Category Archives: Directors and Actors

Great Performances in Westerns, Part 2

Nicholas Chennault ~ December 4, 2013

John Wayne as The Ringo Kid in Stagecoach, Tom Dunson in Red River, Hondo Lane in Hondo, Ethan Edwards in The Searchers, Sheriff John T. Chance in Rio Bravo and Rooster Cogburn in True Grit

stagecoachRingoRingo stops the stage and the movie.

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Wayne is the most memorable and enduring western star that the movies have seen, appearing over a long career that began in silent movies and lasted until the nation’s Bicentennial in 1976.  Unlike some other great western stars, he was always the protagonist, although a couple of his characters (Tom Dunson, Ethan Edwards) had some near-psychotic edges to them.  He seemed larger-than-life in the Wayne persona that was always part of his character in a film.  These listed here are his greatest performances, but there are others that could make the list, such as Wil Andersen in The Cowboys and J.B. Books in The Shootist.

  • In the role that made him a star, Wayne captures the screen instantly in the shot in which he flags down the coach in 1939’s Stagecoach.  As the Ringo Kid, his mission for revenge and his relationship with bad girl Dallas (Claire Trevor) dominate the movie when the titular coach isn’t being chased by Indians.  The camera loves him, and director John Ford knew how to use him well, even here in their first work together.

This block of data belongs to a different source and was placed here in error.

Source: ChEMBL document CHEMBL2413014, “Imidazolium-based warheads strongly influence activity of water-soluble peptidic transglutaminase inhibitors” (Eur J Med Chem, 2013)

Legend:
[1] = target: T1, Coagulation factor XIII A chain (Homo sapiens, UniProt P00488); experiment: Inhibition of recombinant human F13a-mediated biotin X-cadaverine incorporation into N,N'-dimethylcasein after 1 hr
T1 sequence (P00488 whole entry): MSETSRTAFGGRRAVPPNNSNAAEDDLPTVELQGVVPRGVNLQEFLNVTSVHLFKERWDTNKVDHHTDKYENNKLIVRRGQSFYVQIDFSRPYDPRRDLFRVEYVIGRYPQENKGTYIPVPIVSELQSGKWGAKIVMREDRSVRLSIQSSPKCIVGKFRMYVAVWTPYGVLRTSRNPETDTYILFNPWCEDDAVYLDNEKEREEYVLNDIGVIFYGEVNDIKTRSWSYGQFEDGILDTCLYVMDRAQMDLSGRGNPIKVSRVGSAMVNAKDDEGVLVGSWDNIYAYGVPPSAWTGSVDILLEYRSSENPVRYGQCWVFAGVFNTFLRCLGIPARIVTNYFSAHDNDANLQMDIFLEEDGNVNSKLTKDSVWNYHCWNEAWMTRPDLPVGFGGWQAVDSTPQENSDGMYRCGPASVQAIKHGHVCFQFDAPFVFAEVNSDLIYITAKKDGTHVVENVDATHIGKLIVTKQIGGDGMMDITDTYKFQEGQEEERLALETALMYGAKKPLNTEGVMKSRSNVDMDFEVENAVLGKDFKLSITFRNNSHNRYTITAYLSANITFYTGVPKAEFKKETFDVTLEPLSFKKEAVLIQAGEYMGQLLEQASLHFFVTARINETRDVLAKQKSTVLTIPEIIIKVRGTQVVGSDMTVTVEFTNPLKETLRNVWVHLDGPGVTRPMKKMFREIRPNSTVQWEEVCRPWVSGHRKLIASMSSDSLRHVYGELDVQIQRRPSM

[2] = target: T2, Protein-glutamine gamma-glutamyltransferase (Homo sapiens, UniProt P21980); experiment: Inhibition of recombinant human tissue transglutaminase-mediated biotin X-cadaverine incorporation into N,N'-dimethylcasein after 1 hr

• It wasn’t just Ford; Wayne’s work with other directors could be excellent as well.  For example, as the obsessive Tom Dunson, his relationship with foster son Matthew Garth (Montgomery Clift, in his first and one of his best roles) is the backbone of Red River, directed by Howard Hawks.  He’s John Wayne clear through, but his behavior is edgy and uncertain enough that we’re not quite sure how the conflict will end.  That’s good writing and directing, too.  All of this worked together to make the first great cattle drive western, with John Wayne at the heart of it.
  • Hondo Lane is an ill-tempered Arizona scout who puts up with no nonsense and is all business, even in his relationship with Geraldine Page and her son.  Although he had used a longarm to good effect in Stagecoach, his seeming familiarity with a rifle in this role was even more natural.  (It became an integral part of Wayne’s performance as John T. Chance in Rio Bravo, as well.)  He carries the movie, as he usually did, and this excellent performance tends to be underrated in part because this 3D movie wasn’t readily available for viewing for several decades after its release, when the short-lived 3D fashion of the early 1950s had faded.